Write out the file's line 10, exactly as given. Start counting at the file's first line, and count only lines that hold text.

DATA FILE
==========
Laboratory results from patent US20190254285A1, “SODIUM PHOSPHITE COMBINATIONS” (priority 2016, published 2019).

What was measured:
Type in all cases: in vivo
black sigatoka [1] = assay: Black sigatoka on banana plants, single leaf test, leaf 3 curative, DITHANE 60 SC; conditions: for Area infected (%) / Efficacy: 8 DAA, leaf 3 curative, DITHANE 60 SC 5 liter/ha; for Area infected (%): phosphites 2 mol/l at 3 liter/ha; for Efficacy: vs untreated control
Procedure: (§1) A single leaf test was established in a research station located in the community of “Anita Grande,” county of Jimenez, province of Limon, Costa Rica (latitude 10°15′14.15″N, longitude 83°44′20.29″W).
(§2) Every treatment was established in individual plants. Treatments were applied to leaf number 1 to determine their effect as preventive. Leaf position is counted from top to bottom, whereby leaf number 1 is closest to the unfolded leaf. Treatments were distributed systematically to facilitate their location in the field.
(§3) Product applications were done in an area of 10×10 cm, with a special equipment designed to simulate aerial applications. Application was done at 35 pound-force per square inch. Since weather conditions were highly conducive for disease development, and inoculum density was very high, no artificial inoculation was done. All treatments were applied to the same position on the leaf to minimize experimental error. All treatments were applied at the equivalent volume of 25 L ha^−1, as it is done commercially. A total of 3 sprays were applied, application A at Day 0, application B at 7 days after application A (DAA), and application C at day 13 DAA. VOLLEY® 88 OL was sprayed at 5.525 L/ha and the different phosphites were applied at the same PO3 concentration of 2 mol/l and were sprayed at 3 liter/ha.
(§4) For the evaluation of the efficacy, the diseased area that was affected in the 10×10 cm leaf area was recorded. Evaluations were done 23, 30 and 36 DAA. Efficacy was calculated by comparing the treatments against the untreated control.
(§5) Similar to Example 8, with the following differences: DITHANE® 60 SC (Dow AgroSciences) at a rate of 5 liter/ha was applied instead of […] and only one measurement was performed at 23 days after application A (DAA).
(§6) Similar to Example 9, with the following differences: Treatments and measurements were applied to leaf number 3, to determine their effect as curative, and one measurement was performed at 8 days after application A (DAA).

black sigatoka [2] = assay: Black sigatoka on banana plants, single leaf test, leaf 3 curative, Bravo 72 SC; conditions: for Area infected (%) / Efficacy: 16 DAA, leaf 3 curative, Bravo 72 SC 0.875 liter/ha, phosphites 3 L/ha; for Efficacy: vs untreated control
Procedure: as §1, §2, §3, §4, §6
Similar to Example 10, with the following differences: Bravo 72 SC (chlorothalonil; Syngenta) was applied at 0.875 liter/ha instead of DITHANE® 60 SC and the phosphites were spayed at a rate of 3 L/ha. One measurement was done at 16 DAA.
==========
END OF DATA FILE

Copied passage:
(§6) Similar to Example 9, with the following differences: Treatments and measurements were applied to leaf number 3, to determine their effect as curative, and one measurement was performed at 8 days after application A (DAA).